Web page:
# Is finding a sum of two squares representation for a number computationally assymptotically equivalent to integer factorization?

I have been wondering this question because given a number $$n$$ with prime factors of the form $$4k+3$$ when we square $$n$$ and find a sum of two squares which should reveal these types of factors (as when we find non-trivial answers they have a gcd above 1 etc.). However, when a number solely has prime factors of form $$4k+1$$ this seems to be a more difficult reduction that needs multiple representations and these types of approaches seem to be bound to condition very often. This equivalence seems interesting because it connects computational problems in summation with problems in multiplication. Does anyone know of the/a reduction?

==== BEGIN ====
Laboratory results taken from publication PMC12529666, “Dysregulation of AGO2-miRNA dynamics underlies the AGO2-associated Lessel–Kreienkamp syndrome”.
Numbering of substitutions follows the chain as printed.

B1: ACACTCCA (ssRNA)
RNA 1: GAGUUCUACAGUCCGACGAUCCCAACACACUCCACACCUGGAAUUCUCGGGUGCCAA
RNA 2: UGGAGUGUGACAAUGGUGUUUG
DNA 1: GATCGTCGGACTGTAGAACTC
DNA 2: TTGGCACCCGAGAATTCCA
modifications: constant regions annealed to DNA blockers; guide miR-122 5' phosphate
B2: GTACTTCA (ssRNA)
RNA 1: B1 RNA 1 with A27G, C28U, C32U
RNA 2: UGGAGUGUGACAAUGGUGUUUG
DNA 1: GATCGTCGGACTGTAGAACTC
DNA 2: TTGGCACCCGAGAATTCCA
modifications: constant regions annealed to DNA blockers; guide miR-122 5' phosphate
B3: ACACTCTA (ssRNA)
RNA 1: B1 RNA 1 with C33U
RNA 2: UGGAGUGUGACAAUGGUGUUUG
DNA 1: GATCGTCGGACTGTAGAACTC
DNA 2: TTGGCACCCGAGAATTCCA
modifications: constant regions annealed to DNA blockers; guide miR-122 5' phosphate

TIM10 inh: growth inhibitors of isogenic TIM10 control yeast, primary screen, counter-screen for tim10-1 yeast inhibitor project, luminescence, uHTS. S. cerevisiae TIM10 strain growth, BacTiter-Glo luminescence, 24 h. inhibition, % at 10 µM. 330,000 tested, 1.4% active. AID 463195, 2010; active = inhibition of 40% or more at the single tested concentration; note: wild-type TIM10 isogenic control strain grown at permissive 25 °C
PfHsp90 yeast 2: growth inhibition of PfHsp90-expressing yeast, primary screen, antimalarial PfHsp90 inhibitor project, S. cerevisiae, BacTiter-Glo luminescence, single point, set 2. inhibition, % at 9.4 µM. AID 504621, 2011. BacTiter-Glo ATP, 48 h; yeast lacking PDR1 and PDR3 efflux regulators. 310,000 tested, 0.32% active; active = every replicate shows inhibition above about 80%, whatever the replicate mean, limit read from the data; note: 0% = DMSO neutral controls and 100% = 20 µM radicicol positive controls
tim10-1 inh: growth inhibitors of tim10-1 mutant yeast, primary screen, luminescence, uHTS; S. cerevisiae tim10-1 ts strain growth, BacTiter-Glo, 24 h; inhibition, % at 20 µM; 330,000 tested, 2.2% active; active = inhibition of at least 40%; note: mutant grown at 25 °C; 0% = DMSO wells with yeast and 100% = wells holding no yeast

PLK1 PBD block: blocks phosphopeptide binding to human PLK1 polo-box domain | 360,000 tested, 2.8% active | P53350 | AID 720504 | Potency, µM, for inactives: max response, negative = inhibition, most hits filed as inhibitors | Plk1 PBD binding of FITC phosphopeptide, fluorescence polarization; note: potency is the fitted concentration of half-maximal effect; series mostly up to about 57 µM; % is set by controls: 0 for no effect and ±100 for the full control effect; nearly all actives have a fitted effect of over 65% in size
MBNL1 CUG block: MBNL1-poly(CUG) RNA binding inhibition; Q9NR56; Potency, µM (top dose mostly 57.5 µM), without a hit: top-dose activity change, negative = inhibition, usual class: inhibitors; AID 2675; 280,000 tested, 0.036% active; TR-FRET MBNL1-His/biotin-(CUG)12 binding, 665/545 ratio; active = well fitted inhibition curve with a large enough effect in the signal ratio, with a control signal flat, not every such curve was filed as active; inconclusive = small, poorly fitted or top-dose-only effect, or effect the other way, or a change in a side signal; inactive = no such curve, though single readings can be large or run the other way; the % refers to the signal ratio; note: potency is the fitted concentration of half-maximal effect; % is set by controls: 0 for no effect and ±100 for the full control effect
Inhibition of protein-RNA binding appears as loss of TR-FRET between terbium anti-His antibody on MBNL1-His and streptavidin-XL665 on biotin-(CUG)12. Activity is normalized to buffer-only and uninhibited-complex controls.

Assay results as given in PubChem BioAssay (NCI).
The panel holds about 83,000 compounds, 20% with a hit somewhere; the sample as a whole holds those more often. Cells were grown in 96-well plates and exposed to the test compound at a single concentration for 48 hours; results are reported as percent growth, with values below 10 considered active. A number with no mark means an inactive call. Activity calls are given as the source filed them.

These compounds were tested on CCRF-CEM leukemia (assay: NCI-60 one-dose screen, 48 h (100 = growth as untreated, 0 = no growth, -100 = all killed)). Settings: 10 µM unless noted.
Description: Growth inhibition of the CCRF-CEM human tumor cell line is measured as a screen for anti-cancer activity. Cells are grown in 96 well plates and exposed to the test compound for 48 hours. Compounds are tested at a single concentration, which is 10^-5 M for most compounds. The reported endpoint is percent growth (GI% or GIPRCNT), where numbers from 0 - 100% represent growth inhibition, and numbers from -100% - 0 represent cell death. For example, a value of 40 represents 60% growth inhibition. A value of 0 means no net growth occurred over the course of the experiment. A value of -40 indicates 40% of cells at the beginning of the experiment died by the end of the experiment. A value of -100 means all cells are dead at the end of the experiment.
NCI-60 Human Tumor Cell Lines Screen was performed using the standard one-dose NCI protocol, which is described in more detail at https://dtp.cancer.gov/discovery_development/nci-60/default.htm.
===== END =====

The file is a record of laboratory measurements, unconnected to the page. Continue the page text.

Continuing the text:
• I don't understand what you're asking, but I note that $n^2$ can be decomposed as a sum of two squares as $0^2+n^2$, which seems to argue against "which should reveal these types of factors". Nov 22 '18 at 14:26
• What do you mean by "asymptoticaly equivalent"? Are you asking if they're equivalent under, e.g., polynomial-time reductions? Nov 22 '18 at 19:30
• @PeterTaylor yes, I meant nonzero squares. You are right in noting that your case would not reveal any information. Nov 23 '18 at 15:39
• @DavidRicherby yes that is what I meant. Nov 23 '18 at 15:39